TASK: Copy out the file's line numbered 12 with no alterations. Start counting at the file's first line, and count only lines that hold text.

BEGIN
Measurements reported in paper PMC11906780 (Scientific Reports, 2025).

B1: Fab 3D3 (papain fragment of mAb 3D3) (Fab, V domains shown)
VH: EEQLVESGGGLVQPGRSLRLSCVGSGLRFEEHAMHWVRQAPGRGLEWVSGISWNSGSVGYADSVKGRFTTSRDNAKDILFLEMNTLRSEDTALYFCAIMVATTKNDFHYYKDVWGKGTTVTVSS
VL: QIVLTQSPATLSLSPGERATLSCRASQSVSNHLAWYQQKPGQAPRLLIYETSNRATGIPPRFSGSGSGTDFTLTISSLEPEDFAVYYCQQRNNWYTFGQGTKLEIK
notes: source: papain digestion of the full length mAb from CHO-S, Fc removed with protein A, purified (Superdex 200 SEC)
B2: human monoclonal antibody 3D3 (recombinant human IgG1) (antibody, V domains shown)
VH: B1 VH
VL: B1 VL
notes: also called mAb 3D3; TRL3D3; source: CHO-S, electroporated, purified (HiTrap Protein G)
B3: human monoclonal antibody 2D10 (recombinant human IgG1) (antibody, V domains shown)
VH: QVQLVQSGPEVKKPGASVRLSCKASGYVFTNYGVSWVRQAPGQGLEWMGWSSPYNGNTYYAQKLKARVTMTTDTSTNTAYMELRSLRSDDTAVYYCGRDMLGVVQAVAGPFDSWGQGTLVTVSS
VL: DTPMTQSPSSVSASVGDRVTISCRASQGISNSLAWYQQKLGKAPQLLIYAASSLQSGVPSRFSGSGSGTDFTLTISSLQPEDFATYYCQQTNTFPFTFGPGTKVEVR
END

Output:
VL: DTPMTQSPSSVSASVGDRVTISCRASQGISNSLAWYQQKLGKAPQLLIYAASSLQSGVPSRFSGSGSGTDFTLTISSLQPEDFATYYCQQTNTFPFTFGPGTKVEVR